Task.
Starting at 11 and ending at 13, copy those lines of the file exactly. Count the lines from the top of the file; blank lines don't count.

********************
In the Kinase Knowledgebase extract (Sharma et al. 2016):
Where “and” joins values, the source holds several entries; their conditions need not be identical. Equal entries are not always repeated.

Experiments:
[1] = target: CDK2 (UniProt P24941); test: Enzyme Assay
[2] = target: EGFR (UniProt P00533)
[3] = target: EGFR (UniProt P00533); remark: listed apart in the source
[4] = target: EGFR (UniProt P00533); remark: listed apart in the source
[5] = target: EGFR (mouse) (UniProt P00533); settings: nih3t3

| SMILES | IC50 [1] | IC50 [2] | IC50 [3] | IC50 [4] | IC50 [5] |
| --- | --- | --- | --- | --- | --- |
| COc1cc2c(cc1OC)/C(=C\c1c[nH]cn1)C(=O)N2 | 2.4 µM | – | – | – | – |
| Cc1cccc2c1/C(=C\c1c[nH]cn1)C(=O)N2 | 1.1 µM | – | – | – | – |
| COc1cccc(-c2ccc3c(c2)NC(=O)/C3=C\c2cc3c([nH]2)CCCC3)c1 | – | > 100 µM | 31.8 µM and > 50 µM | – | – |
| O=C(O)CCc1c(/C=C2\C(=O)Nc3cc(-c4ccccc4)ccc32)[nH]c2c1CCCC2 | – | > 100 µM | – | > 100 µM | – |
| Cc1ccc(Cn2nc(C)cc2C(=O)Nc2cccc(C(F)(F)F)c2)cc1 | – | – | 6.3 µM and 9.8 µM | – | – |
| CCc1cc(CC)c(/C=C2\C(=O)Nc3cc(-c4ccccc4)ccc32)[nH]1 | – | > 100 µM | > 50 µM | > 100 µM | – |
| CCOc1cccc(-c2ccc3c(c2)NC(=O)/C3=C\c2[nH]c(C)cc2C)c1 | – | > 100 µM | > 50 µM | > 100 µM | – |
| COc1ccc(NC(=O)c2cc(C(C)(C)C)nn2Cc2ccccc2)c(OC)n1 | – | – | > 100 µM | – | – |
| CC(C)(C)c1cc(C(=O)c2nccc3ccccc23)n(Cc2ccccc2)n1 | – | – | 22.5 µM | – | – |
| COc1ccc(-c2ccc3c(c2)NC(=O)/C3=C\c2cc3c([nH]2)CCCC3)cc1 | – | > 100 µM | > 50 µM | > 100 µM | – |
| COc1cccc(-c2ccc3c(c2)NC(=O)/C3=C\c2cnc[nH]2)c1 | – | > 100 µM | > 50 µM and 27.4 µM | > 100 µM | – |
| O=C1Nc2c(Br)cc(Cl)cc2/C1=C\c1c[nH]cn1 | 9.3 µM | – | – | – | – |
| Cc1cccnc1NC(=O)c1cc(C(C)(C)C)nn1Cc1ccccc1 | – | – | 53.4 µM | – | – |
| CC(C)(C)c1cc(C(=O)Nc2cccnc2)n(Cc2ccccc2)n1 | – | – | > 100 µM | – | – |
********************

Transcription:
| COc1cc2c(cc1OC)/C(=C\c1c[nH]cn1)C(=O)N2 | 2.4 µM | – | – | – | – |
| Cc1cccc2c1/C(=C\c1c[nH]cn1)C(=O)N2 | 1.1 µM | – | – | – | – |
| COc1cccc(-c2ccc3c(c2)NC(=O)/C3=C\c2cc3c([nH]2)CCCC3)c1 | – | > 100 µM | 31.8 µM and > 50 µM | – | – |